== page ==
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For every story we use a branch in Git. This works great locally but poses a problem when finalizing a feature as we (currently) only push master to our Test environment (IIS). Note that we are using Git next to TFS as TFS is still our main VCS.

We are using TeamCity to build all our branches. How do you test and review code on a test machine while not polluting the main branch? Create multiple IIS applications for every branch? This could be automated but seems contrived.

To clarify, we need to be able to simultaneously test different versions on our test environment.

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Consider adding both [tfs] and [teamcity] tags. – cforbish Jul 26 '13 at 9:31
To clarify, we need to be able to simultaneously test different versions on our testenvironment. – Tom Jul 26 '13 at 12:39
If you're using both Git and Teamcity, why do you still need TFS? If you're not using TFS for its full Application Lifecycle Management (ALM) suite, and only using it for version control, why not just get rid of it? In my opinion, TFS is a far inferior version control system to Git. For a strong argument against TFS for both ALM and version control, see TFS is destroying your development capacity by Derek Hammer. – Cupcake Jul 27 '13 at 15:06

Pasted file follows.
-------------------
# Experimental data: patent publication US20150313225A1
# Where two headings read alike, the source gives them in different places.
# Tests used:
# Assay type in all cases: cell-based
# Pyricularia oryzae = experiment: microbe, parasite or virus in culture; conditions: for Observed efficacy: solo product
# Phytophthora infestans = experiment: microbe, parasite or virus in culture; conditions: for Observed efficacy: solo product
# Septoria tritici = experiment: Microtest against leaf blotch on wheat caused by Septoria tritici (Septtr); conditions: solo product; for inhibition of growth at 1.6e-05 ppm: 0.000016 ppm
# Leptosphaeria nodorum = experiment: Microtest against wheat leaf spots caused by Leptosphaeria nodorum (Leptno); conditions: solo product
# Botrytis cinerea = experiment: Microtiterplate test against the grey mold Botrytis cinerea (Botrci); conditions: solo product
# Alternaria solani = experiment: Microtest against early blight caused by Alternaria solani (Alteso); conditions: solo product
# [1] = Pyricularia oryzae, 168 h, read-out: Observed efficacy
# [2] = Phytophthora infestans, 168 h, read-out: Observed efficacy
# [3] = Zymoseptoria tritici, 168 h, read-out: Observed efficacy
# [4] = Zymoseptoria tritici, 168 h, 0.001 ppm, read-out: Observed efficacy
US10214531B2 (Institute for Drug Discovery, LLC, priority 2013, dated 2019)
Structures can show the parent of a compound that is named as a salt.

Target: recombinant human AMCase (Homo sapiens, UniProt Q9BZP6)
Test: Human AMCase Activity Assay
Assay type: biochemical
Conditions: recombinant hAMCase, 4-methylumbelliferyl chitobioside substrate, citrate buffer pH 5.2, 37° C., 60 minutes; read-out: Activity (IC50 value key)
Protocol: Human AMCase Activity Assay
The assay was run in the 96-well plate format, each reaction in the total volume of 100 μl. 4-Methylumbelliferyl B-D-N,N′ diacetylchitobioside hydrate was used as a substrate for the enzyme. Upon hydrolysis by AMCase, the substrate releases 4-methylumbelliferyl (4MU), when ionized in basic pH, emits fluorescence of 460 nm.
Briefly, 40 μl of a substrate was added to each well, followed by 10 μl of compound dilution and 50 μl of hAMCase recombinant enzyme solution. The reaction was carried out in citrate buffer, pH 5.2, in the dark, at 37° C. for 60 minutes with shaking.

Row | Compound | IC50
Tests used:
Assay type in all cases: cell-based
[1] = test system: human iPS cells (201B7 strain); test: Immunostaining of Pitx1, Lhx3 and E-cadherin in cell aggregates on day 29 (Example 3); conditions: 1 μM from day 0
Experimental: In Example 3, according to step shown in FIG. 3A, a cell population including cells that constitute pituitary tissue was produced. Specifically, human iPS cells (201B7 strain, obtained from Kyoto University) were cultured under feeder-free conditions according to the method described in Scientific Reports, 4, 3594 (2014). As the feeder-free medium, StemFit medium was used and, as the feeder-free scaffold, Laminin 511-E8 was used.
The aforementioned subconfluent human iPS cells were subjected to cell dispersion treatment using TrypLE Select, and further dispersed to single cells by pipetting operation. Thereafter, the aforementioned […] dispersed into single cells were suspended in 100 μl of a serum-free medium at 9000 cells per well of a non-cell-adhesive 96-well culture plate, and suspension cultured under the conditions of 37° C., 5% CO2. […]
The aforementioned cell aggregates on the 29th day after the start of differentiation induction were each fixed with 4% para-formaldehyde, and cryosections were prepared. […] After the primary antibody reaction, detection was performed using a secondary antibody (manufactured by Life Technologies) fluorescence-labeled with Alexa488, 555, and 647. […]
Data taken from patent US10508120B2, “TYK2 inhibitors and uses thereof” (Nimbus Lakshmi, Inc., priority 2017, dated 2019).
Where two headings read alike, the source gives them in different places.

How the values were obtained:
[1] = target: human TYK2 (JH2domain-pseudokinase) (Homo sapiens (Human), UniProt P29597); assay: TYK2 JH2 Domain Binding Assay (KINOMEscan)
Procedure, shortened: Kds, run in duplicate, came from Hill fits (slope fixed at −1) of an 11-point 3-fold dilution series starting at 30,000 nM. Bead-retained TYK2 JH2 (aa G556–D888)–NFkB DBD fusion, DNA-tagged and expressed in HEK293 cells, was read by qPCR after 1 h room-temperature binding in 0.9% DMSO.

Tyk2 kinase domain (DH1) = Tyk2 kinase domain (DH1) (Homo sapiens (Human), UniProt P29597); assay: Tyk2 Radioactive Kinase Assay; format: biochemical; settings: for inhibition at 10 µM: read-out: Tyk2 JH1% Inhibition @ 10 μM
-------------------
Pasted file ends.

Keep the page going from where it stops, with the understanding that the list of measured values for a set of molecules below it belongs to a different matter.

Also, this question might be a good fit for Programmers too, since it deals with the software development process. – Cupcake Jul 27 '13 at 15:13
We need TFS for procedural reasons; the rest of the release process is still modeled with TFS. – Tom Jul 30 '13 at 15:09

3 Answers 3

I think you are looking for --dry-run switch:

-n, --dry-run
Do everything except actually send the updates.

git push --dry-run ...
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Please note that having multiple test version of the same application can be really confusing!!

You can adopt something like the GitHub Flow:

  • One branch per feature
  • When the feature is done you deploy it to the test environment
  • If everything is OK you can merge the feature to master

In case this is not a viable solution for you, the only alternative I see is to deploy multiple IIS applications. This can be done relatively easily using a tool like WeDeploy, but you have to think about a "clean-up policy" to remove obsolete web applications.

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up vote 0 down vote accepted

To summarize, I've created several applications in IIS, one for every dev in the team (dev & test) and then 3 slots for test purposes alone.

In teamcity we have the build run every against every branch, but do not deploy automatically anymore. The reasoning is that we allow pulls of our builds but don't force upgrades.

When all dev work on a feature branch is complete we merge into master and then sync immediately with TFS so that our master branch is in sync. This allows us to merge each feature per changeset into the next stage.

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sorry for answering my own question, but I think this is best for reference purposes. If not, pls correct. – Tom Sep 6 '13 at 12:24

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